An important insight of this analysis3 is that an increasingly significant part of individual action is carried out not in a vacuum but in institutions of various kinds (including the markets). This has been accompanied by the transition from the early individual capitalism (however supported by public intervention) to the “concerted capitalism” or “mixed economy” of the current period. Moreover, even when the action appears purely individualistic — for example, in an isolated exchange between seller and buyer — there is the implicit presence of a collective element, constituted by the set of rules, institutions and policies that make such a transaction possible. In this context, corporate planning, analysed by institutional economists4, constitutes the reality of modern capitalist economies. In this system, the “free operation of market forces” is strongly conditioned by the interests of big business, which possesses a wide variety of instruments to influence economic policies5. Corporate planning is highly hierarchical, as the main decisions are made by the top management with little involvement of workers and citizens.

Thus, it is still public action, so abhorred by Hayek, that makes it possible for private firms to exist in a market economy. The problem is therefore to orient public action towards objectives of public interest through a process of democratic planning.

One central difference of democratic planning in respect to corporate and totalitarian systems resides in the capacity to self-correct ─ by a process of trial and error ─ its own shortcomings. By allowing a more complete expression of the experiences, motivations and conflicts of the involved subjects, such system improves the process of social valuation, and then the capacity of policy action to respond to the profound needs of society.


In this regard, one central objective of democratic planning is overcoming the dichotomy, identified by Veblen, between the objectives of profit and serviceability related to the production of goods. This can be attained by reducing the artificial scarcity and the “invidious distinctions” stemming from market power and ceremonial status, and by making a better and participatory use of the community’s knowledge. All this is related to the fulfilment of John Dewey’s democratic principle: people affected by decisions must have a say in decision-making and in assessing the results.

In such a system, economic and social life can be organised through various combinations of public and private action.

On that account, it is also important to note that the market ― as being an institution created and maintained by norms, institutions and policies ― is not synonymous with private property as it can well imply, within a principle of subsidiarity, cooperative firms also within various forms of democratic socialism. Likewise, public action need not be synonymous with an authoritarian and “ceremonial” bureaucracy as it can be organised in creative and flexible forms.

In all these issues, the relevance of democratic planning lies in the process it engenders for improving social valuation6 in decision-making. Such improvement, by promoting a better expression of the motivations and conflicts of the various persons and groups involved in policy action, can lay the basis for the formulation of policies more respondent to the profound needs of society.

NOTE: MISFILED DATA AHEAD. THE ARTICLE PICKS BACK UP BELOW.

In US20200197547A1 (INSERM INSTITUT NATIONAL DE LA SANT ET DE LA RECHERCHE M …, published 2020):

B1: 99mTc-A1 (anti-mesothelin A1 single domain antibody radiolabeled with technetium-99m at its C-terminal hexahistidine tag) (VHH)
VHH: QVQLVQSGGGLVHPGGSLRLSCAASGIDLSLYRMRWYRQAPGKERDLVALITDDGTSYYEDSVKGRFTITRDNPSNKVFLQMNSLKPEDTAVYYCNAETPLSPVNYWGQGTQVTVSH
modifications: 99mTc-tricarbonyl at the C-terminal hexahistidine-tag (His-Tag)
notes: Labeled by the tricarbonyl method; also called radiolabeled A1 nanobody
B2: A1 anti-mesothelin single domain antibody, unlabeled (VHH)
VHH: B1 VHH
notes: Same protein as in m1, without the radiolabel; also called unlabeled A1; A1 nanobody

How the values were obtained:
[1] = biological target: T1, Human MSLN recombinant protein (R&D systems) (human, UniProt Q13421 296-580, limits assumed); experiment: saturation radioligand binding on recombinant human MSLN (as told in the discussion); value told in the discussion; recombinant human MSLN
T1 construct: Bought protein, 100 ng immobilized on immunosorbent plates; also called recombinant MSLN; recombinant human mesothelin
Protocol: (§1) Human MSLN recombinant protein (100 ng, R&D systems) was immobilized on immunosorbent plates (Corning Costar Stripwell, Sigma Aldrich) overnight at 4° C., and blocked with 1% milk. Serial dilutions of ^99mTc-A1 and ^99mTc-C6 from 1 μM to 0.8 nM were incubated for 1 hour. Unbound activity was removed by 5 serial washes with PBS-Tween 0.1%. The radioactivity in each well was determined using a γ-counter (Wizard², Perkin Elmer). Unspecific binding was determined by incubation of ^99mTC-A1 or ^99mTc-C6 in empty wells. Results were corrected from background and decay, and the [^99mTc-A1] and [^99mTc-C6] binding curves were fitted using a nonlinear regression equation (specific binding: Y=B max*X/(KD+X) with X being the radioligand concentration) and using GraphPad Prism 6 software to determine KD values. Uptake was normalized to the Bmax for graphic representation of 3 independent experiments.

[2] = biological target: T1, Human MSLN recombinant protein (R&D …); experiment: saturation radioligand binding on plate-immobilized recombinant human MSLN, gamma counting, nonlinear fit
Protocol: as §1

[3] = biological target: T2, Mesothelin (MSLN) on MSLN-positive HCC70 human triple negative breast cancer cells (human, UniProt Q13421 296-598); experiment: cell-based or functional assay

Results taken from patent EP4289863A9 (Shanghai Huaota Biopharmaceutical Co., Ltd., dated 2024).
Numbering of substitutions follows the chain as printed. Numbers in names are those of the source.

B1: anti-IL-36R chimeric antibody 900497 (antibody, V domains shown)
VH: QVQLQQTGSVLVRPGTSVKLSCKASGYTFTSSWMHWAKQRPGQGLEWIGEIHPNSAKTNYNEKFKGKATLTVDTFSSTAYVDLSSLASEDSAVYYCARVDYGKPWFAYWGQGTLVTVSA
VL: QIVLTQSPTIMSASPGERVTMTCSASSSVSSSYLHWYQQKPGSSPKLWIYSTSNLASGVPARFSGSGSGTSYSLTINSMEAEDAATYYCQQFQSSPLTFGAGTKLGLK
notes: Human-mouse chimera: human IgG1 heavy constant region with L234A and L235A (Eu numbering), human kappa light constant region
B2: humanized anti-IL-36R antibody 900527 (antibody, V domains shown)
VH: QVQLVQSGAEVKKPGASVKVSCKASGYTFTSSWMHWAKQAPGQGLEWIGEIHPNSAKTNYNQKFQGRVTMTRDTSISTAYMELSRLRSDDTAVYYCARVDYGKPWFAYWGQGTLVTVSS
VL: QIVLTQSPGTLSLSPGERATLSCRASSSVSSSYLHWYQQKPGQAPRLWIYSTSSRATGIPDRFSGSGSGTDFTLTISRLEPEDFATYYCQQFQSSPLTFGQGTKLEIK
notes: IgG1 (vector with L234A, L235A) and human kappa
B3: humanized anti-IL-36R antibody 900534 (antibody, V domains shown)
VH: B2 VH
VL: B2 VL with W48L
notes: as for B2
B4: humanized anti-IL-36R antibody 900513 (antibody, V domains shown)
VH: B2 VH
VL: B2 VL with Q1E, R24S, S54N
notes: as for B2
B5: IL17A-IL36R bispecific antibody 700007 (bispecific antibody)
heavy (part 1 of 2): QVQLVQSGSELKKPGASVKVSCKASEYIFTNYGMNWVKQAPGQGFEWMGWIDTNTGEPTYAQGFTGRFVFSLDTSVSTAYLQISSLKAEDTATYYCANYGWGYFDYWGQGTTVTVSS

1 As the title of work indicates, we wish to highlight how Hayek’s theory of competition laid the foundations of the neoliberal turn of the 80s: namely, a system based on the (ideological) conviction that the private sector is inherently more efficient than the public sector. Accordingly, the role of the latter should be reduced as much as possible. In this paper we will point out how groundless is this belief. As a matter of fact, public action has always played a central role in creating and maintaining private markets. For this reason, public action was by no means reduced in the neoliberal era, as the only relevant change was that markets came even more under the influence of big corporations (see also later on the notion of “corporate planning”).

2 We consider, in particular, without any claim of a complete analysis of the various aspects of his work, Hayek’s article “Competition as a Discovery Procedure”, The Quarterly Journal of Austrian Economics, Vol. 5, N.3 (Fall 2002): 9–23. It is a translation from German of F.A. Hayek’s “Der Wettbewerb als Entdeckungsverfahren,” a 1968 lecture sponsored by the Institut für Weltwirtschaft at the University of Kiel. Translated by Marcellus S.Snow.

3 Refer, in particular to, Commons, J.R. [1995 (1924)], Legal Foundations of Capitalism, New Brunswick (New Jersey, U.S.A.), Transaction Publishers. Originally published by Macmillan in 1924; and Commons, J.R. [1990 (1934), Institutional Economics: Its Place in Political Economy, New Brunswick (New Jersey, USA), Transaction Publishers. Originally published by Macmillan in 1934.

4 In William Dugger’s words, ‘The corporation is privately efficient [in the pursuit of its goals], but it is not socially efficient because its low-cost, high-productivity performance benefit those who control it, generally at the expense of those who depend upon it but frequently also at the expense of the society at large.’, in Dugger, W.M. (1988), “An Institutionalist Theory of Economic Planning”, p.239, in Evolutionary Economics, vol.II, edited by Marc.R.Tool, New York, Sharpe.

5 The policies that can be influenced by big business include, but are by no means limited to: (i) privatisation of services realised to the advantages of the incumbent firms (for instance by leaving to them a substantial oligopolistic power at the expense of workers, consumers and society at large); (ii) very favourable fiscal regime for corporations, whereby most of them end up paying on balance very little, or no taxes at all; (iii) various direct and indirect measures of protectionism; (iv) public procurement policies in sectors like armaments, telecommunications, aerospace, and (especially in the present covid-19 situation) pharmaceuticals; (v) last but not least, a relaxation of environmental targets.

6 See also Tool, M.R. (1986) Essays in Social Value Theory: A Neoinstitutionalist Contribution, New York, Sharpe.

From: pp.10-12 of WEA Commentaries 11(3), October 2021